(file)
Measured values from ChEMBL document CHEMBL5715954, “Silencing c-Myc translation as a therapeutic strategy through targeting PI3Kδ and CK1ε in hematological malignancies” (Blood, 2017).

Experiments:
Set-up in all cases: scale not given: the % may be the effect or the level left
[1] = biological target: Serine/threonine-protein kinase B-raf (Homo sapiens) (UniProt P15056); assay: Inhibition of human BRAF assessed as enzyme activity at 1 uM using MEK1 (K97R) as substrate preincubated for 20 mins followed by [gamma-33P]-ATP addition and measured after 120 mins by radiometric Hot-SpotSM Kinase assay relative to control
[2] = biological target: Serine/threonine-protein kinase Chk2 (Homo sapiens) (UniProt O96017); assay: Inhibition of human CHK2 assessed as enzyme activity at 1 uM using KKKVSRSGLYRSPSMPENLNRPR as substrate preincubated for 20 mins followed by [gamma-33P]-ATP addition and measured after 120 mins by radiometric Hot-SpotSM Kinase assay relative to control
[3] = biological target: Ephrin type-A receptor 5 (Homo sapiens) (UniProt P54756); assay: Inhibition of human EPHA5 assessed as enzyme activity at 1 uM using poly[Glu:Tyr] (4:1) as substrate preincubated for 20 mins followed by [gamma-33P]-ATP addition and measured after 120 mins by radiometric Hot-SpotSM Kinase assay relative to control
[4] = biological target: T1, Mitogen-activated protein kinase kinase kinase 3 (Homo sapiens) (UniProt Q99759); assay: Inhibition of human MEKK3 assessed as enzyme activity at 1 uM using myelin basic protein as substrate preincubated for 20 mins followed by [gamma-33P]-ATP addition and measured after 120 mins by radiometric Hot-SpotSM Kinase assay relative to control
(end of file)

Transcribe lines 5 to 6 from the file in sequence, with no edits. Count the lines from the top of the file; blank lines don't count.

[2] = biological target: Serine/threonine-protein kinase Chk2 (Homo sapiens) (UniProt O96017); assay: Inhibition of human CHK2 assessed as enzyme activity at 1 uM using KKKVSRSGLYRSPSMPENLNRPR as substrate preincubated for 20 mins followed by [gamma-33P]-ATP addition and measured after 120 mins by radiometric Hot-SpotSM Kinase assay relative to control
[3] = biological target: Ephrin type-A receptor 5 (Homo sapiens) (UniProt P54756); assay: Inhibition of human EPHA5 assessed as enzyme activity at 1 uM using poly[Glu:Tyr] (4:1) as substrate preincubated for 20 mins followed by [gamma-33P]-ATP addition and measured after 120 mins by radiometric Hot-SpotSM Kinase assay relative to control